It's good to see the Lunocet 2015 getting its own thread, though I must say that I'll miss the previous one a bit. The Lunocet 2014 thread was very interesting - we saw news about the development of the fin there as we discussed it, gave advice to each other and vented frustrations. Great to see some of the regulars here, Noa, Chipswim and ApneaAddict, whose postings were prolific and insightful, not only for those of us who were curious about this topic, but were useful to Ted, who took the feedback on that thread seriously. I occasionally had a few things to say, though hopefully, in this new thread more of us will be reporting upon our experiences with the 2015 model in the water. In the meanwhile, I've resolved to just train and wait for it to come to me in its good time.

I'm glad to see this thread starting with posts about training and technique, because without these you really can't get the most out of any monofin, the Lunocet included, no matter how well Ted designs it. The video posted by Marco is excellent, showing an experienced finswimmer demonstrating both good and bad techniques. Kars gives great advice on pool training and is absolutely right in suggesting that someone make a video of you swimming with a monofin in your best form so that you can correct your errors.

Good technique is not just something for the athletes, it makes the experience of using a monofin more enjoyable whatever you use it for. In apnea, when you are holding your breath and clearing your mind, your body wants to do things that come naturally to it, so good training is also about motions that we are less conscious of, or in other words, good training techniques can also be a way of replacing counter-productive automatisms with productive ones.

For those wanting to improve their technique by pool training, I suggest getting your hands on the book Learn the Monofin by Mike Maric, Valter Mazzei and Stefano Figini. Aside from giving a fascinating history of the monofin and a detailed, though accessible, analysis of techniques, most of the book is a training manual with instructions and photos. The book has been very useful to me, not only helping me to improve my own technique, but in training other freedivers - from beginners to competitive ones. The three-day monofin workshops given by Mike Maric to our apnea club here in Montreal in 2013 and last spring showed many of us the value of these exercises, and we continue to practice them.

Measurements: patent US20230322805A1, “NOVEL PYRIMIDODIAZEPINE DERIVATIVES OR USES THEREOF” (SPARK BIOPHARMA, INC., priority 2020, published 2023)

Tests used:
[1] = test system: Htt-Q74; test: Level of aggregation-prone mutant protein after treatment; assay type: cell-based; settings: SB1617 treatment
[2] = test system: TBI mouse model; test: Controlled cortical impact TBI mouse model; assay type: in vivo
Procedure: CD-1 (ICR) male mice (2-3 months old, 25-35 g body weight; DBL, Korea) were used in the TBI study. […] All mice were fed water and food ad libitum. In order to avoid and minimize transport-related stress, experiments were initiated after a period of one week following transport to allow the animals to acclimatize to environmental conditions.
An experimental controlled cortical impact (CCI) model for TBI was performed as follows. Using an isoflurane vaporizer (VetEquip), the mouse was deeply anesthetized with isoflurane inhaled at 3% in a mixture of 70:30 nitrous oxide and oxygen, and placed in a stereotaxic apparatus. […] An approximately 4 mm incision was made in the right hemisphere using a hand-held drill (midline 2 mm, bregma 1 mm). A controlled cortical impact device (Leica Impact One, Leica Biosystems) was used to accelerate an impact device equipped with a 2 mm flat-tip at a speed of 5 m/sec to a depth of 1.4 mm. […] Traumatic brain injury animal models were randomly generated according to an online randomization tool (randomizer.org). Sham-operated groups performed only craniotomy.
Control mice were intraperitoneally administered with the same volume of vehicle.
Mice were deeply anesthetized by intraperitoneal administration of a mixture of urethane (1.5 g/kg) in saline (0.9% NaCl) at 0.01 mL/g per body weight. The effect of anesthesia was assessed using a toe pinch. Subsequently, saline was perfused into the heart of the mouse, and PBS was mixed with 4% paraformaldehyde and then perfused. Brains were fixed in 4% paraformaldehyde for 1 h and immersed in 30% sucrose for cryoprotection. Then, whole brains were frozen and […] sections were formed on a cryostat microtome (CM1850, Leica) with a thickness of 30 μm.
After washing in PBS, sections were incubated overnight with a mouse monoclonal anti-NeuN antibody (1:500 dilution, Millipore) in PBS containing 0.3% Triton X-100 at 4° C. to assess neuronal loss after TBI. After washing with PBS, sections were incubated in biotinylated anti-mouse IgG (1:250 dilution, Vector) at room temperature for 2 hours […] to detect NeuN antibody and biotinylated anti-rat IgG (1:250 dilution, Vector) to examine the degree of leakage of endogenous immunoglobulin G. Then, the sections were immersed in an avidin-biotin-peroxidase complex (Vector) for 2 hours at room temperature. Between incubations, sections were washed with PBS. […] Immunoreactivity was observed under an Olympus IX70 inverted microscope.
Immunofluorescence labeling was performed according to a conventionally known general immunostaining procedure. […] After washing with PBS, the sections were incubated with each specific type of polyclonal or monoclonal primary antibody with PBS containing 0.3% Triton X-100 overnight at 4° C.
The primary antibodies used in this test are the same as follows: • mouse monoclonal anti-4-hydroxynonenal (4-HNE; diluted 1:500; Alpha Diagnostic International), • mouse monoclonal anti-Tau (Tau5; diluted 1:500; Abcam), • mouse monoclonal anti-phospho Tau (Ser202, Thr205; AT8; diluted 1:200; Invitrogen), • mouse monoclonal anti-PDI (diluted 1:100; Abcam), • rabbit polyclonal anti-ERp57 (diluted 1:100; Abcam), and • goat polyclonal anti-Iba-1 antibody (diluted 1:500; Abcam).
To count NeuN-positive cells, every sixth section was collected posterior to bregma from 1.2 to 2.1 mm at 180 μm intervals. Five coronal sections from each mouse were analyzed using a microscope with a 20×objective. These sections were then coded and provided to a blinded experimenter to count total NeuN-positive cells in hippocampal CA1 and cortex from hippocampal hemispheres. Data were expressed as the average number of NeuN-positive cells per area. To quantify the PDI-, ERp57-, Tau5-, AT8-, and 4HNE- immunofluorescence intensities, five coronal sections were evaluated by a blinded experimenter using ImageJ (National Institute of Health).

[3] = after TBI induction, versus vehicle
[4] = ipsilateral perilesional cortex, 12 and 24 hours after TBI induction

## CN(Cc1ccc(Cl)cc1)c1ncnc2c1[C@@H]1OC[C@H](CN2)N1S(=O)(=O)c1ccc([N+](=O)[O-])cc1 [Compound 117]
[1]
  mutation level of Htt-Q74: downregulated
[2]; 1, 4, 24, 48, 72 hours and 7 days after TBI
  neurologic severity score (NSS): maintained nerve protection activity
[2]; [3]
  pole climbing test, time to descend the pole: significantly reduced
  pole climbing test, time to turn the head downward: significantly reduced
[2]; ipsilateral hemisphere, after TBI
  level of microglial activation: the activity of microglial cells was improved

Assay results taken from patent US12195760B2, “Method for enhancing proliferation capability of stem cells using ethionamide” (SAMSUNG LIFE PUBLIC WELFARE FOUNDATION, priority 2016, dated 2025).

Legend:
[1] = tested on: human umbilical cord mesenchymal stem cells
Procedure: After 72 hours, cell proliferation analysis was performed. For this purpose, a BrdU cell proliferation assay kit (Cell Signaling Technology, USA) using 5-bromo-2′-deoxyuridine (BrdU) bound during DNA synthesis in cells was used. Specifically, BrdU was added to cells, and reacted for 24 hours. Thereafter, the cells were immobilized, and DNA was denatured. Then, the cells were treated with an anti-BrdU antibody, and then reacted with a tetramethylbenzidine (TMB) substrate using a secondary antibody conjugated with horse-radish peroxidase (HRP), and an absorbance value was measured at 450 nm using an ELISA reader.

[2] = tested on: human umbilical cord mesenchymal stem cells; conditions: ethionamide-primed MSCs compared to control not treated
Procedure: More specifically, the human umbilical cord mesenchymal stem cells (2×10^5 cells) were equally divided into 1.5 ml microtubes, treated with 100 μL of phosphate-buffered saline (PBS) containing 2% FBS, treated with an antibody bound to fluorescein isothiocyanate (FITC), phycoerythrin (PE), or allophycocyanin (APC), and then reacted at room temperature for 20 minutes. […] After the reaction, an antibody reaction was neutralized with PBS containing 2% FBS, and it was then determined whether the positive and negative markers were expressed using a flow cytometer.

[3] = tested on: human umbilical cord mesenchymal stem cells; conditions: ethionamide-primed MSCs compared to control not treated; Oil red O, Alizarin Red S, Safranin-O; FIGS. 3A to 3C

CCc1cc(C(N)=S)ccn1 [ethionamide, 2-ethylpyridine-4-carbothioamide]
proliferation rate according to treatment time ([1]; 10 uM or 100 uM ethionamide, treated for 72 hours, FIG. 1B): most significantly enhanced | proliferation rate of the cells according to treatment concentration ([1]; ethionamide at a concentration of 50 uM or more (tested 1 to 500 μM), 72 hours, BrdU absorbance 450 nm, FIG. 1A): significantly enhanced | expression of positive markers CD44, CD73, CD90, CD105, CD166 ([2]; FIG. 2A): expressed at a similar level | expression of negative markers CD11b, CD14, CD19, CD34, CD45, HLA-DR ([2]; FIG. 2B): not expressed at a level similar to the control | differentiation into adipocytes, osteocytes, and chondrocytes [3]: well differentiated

The book takes a lot of the guesswork out of training and techniques, which tends to proliferate online, and when followed right it can make champions. Stefano Figini is a decorated finswimming legend in Europe and Ilaria Bonin, who is coached by Mike Maric, continues to break world records in women's DYN (237.8 metres!) with an intense training regime that includes these techniques. Even some of our own "mutants," as we have nicknamed some of the athletes who train with us, are putting up some impressive numbers in Canadian competitions after having taken part in Mike's workshops and incorporating his book into their regimens.

I've discussed this book before in the Lunocet 2014 thread, so I hope that some of you guys will forgive me for what must seem like shameless promotion, but I think it's worth a look to anyone who wants to improve their experience of any kind of dolphin-inspired swimming gear. This is more "sharing" than "commercializing" in any case, and as the 2015 lunocet pros start hitting the water, I just wanted to let some of those who will be checking out this new thread aware of it.